There were significant warning signs about Army Reserve member Robert Card before he ended up killing 18 people and injuring another 13 before taking his own life in Maine last week.
News broke this week that one member of Card’s unit in the Army Reserve sent multiple text messages about five weeks before the October 25 shooting that showed he was concerned about the man who eventually became a mass shooter.
The man wrote in one text:
“I believe he’s (Card) going to snap and do a mass shooting.”
That text also warned others to be armed if they see him.
The Sheriff’s Office in Sagadahoc County released that text along with a trove of other documents this week, including some letters from colleagues and friends of Card’s who all expressed concern about his mental state, which they said was rapidly deteriorating.
The sender of the texts, who was identified as Ssg Hodgson, wrote on September 15 to Corporal Kelvin Mote, who’s a police officer in Ellsworth:
“Change the passcode to the unit gate and be armed if sfc Card does arrive. I believe he’s messed up in the head. (sic) And threaten the unit … and other places.”
The texts continue:
“I love (Card) to death but i (sic) do not know how to help him and he refuses to get help or to continue help … I’m afraid he’s going to f**k up his life from hearing things he thinks he heard.”
Mote sent an email over to the Sagadahoc County Sheriff’s Office that included those texts. They showed that Card was displaying confrontational and erratic behavior that seemed to be stemming from a form of paranoia.
In an email that Fox News Digital obtained, Mote wrote:
“Card has been hearing voices calling him a pedophile, saying he has a small d**k and other insults.”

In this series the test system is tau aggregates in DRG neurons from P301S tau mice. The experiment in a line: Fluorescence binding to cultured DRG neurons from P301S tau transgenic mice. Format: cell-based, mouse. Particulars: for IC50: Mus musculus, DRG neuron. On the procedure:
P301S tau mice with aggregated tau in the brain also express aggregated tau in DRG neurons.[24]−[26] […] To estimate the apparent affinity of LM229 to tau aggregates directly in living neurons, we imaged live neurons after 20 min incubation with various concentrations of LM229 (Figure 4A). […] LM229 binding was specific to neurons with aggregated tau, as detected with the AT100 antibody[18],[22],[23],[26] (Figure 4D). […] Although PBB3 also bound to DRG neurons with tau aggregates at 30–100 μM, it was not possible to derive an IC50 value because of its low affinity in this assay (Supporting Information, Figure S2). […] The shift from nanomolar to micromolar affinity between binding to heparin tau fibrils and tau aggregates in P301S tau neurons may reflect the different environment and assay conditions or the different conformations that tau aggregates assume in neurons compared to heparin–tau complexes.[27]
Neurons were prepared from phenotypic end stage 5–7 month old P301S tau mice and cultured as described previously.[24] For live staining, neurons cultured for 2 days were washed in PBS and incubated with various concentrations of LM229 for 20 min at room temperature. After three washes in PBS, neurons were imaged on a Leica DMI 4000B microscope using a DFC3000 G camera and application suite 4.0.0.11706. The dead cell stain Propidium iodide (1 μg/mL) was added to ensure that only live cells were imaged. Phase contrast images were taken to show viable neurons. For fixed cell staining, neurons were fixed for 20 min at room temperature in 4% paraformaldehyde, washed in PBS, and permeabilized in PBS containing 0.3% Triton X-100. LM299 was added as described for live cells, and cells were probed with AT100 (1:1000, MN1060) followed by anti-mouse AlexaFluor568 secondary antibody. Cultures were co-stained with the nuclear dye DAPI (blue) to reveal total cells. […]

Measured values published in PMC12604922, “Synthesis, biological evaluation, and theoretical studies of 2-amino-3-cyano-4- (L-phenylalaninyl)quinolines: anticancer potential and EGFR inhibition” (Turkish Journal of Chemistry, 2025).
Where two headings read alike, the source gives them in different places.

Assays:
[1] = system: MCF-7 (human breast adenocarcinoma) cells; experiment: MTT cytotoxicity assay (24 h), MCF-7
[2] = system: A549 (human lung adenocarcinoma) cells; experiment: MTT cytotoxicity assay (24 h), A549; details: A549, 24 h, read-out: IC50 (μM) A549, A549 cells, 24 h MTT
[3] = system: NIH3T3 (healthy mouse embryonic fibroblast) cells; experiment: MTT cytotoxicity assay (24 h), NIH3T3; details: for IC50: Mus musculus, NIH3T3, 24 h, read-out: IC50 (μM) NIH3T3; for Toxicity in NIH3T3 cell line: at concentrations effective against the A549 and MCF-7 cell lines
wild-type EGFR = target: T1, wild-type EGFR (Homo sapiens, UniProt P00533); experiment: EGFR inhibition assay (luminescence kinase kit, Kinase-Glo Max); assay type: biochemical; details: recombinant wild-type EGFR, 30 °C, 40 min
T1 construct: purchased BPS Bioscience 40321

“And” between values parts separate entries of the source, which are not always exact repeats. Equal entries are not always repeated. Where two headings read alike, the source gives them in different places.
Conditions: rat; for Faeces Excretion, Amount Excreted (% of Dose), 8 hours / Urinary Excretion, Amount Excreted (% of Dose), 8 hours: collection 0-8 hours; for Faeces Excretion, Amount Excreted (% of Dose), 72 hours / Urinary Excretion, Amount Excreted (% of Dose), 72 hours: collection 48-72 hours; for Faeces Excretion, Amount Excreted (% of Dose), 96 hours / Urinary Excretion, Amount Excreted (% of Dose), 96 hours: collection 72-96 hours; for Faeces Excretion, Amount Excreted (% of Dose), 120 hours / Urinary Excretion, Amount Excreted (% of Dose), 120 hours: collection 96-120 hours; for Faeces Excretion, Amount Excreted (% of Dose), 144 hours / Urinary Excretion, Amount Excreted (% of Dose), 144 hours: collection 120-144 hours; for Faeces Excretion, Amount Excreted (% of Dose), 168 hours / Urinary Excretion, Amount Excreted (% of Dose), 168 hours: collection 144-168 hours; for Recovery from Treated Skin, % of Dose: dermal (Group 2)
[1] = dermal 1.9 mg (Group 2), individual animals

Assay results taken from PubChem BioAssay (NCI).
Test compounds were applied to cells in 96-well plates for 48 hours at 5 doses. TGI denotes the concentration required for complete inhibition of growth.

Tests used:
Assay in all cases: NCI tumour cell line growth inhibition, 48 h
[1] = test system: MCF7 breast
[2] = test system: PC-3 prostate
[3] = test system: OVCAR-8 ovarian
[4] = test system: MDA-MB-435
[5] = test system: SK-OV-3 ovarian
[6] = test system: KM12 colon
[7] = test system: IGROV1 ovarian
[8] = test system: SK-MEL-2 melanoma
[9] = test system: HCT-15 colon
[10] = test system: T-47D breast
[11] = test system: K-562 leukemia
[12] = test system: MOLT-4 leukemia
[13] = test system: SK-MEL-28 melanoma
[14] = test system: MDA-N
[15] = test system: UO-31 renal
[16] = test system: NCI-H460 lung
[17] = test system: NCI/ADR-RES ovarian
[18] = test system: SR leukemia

Mote wrote that Card started hearing these voices back in the spring, and it “has only gotten worse.” That led to physical confrontations with some of his colleagues as well as “a longtime friend” of his.
Card was at West Point on July 15, and he allegedly accused some of the other soldiers there of saying he was a pedophile.” Mote wrote that he “said he would take care of it. Card got in his (longtime friend’s) face, shoved him and told him to stop calling him a pedophile.”
The exchange, which was reported as quite tense, was de-escalated temporarily, but then Card just kept repeating that “he would take care of it,” while he and others drove home.
Mote wrote in his email:
“Once they got back to the motel, Card locked himself in his room and would not answer the door when they tried to make contact.”
Mote and some other soldiers attempted to get Card to go see a psychologist the next day, but that just ended up sparking yet another tense exchange.
He was ultimately brought to the Four Winds Psychiatric Hospital in New York for evaluation and treatment, but he “never spoke, just stared through me without blinking,” Mote wrote in his email.